Take pediatrics for example. While the wealthier Vietnamese do not spend for their own healthcare as adults, they will for making sure their children's diseases are taken care of by the best doctors available. Specifically the areas of cardiology and heart surgery for children, nutritional supplements, and cures for the more advanced forms of disease in the area would support this very specific market positioning.
Further supporting the pediatric specialist approach is the need for better prenatal care and birthing facilities. The bottom line that adults in societies where healthcare is provided by the state will not be willing to pay for their own care, but will support their children's health with much higher levels of spending.
In addition to the steps already taken by Ms. Anh and Mr. Nguyen, what other measures could you suggest to expand the business volume at VIH?
After deciding to not take the positioning of trying to be all things to all people in Hanoi and focusing on just the expat population, then completing the analysis provided earlier in this paper, the strategy of being the best in one specific area of treatment in the entire region is the one I would undertake. What is missing today from the VIH is the alignment of services more precisely with the unmet needs of both the Vietnamese and the expats and the pricing dynamics of the Vietnamese population is unfavorable for a premium service hospital.
I would transform the hospital to a specialty center on pediatrics and look to provide valuable social service to the Vietnamese population for little or no cost by underwriting this public service from the higher prices to expats. This would bring the stature of the VIH way up in the Vietnamese population but also bring in more expats looking to having their children receive the best possible treatment possible.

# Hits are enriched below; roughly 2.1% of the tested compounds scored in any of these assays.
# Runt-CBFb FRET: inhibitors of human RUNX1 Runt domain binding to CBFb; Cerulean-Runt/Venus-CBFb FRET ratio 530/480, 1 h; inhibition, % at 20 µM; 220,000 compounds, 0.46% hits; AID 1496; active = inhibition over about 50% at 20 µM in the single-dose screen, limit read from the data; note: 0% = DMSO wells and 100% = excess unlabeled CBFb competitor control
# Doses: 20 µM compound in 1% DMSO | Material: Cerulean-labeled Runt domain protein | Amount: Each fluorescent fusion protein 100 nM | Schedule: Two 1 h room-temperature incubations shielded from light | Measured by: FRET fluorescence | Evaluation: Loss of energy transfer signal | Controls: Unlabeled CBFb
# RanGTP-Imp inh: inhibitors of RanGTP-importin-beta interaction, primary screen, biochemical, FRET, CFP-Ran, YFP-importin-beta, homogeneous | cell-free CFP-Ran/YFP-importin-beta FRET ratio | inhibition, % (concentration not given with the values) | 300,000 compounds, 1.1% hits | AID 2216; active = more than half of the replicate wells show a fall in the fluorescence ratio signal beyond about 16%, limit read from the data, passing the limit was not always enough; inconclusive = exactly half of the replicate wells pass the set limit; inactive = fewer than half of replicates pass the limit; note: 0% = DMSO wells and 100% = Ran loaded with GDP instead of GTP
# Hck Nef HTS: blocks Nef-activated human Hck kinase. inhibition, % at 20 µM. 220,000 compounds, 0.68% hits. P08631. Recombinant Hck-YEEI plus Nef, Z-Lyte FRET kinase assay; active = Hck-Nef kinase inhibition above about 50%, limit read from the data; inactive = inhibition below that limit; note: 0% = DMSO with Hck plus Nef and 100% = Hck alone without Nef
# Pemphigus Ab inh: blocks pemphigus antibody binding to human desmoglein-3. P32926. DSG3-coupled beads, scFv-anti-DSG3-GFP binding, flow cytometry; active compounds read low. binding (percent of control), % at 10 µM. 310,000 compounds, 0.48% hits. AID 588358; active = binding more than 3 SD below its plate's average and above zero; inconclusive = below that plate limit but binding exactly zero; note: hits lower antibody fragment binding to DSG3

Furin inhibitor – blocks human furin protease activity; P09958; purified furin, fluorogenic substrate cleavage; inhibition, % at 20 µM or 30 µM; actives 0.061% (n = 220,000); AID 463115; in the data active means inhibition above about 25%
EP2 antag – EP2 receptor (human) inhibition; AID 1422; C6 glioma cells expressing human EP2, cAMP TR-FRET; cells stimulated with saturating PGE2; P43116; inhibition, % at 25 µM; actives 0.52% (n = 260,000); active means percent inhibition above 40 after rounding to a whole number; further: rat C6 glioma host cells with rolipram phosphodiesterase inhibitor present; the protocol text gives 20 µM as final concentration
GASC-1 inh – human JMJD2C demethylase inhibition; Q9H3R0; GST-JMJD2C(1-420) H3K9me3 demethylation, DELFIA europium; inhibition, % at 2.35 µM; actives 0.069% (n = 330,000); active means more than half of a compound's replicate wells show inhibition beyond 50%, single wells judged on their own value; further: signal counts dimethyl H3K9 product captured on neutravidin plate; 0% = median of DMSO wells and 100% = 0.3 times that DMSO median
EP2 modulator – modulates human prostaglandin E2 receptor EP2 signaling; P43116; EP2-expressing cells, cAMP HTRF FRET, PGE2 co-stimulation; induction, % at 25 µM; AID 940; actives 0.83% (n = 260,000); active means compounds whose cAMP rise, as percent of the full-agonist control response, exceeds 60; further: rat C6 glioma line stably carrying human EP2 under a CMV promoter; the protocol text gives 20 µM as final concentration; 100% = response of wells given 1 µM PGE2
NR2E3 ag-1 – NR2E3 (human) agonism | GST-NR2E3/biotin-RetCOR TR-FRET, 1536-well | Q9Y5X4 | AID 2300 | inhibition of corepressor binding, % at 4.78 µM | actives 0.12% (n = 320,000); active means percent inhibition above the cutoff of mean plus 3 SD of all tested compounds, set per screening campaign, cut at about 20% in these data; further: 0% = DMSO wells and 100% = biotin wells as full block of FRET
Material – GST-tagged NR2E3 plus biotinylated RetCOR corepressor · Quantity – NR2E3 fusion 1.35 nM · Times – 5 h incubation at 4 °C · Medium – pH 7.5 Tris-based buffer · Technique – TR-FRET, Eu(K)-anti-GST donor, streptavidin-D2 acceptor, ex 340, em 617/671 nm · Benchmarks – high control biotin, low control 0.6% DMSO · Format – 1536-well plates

Expanding on this positioning of premium pediatric and family care, the next step would be to look at partnering with regional medical evacuation companies in Cambodia, Laos and southern China where there is virtually no level of medical service. The goal would be to airlift in clients from these regions for treatment of their children and families.
Finally, I'd completely redefine services programs to make them more aligned with a very specialized area of medical practice and look to subsidize service to Vietnamese families with the profits from premium services. The focus on specialization in the region and being the best pediatrics hospital would bring in more expats with families and also provide a very valuable service to the region.
What risks, if any, do you see in trying to market to expatriates and Vietnamese at the same time?
There are many risks associated with this strategy and the biggest one of all is not having a definitive position in the markets the hospital intends to serve. The primary reason that many businesses fail isn't lack of financial capital, it's lack of focus when it comes to market positioning. Additional risks include the following:
The candid comment from one prospect of being able to afford 50 dancing nurses for the service fee strikes to the core of where VIH has failed in its market positioning; it's seen as elitist today by the majority of Vietnamese, even the wealthiest who can afford their fees.
Lack of credibility in terms of treating Vietnamese due to the expat focus at the launch of the hospital. This has been further exacerbated by the value proposition at the launch of the VIH as being an alternative to medical evacuation services. Inadvertently this competitive position furthered the elitist image of VIH, as it is $5,000 to $6,000 to get medical evacuation if the patient can sit up or between $10,000 to $15,000 if the patient needs to be taken on a gurney on the flight. Just the $5,000 price point is many times the annual salary of a typical Vietnamese worker. Positioning against a service only the wealthiest and more senior members of the Communist Party could gain access to further gives VIH an elitist image.
For many expats, including the one who is defined his…